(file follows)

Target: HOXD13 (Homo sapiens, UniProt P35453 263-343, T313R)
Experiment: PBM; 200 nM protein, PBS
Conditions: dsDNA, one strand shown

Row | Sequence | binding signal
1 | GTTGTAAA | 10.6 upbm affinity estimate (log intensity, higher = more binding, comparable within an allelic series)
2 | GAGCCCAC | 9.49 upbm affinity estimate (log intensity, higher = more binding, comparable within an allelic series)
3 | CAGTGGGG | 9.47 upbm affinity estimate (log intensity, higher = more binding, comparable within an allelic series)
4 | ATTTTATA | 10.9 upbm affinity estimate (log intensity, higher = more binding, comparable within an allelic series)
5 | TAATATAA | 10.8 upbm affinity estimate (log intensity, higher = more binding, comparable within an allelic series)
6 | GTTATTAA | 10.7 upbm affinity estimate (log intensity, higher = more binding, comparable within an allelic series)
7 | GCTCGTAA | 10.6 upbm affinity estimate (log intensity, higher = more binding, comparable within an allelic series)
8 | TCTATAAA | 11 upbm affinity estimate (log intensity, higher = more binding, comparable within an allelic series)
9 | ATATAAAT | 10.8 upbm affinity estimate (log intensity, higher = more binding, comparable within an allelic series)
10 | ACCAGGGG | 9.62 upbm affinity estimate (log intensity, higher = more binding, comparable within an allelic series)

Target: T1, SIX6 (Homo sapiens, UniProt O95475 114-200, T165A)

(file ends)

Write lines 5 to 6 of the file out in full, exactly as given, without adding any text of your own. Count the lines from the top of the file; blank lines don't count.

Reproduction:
1 | GTTGTAAA | 10.6 upbm affinity estimate (log intensity, higher = more binding, comparable within an allelic series)
2 | GAGCCCAC | 9.49 upbm affinity estimate (log intensity, higher = more binding, comparable within an allelic series)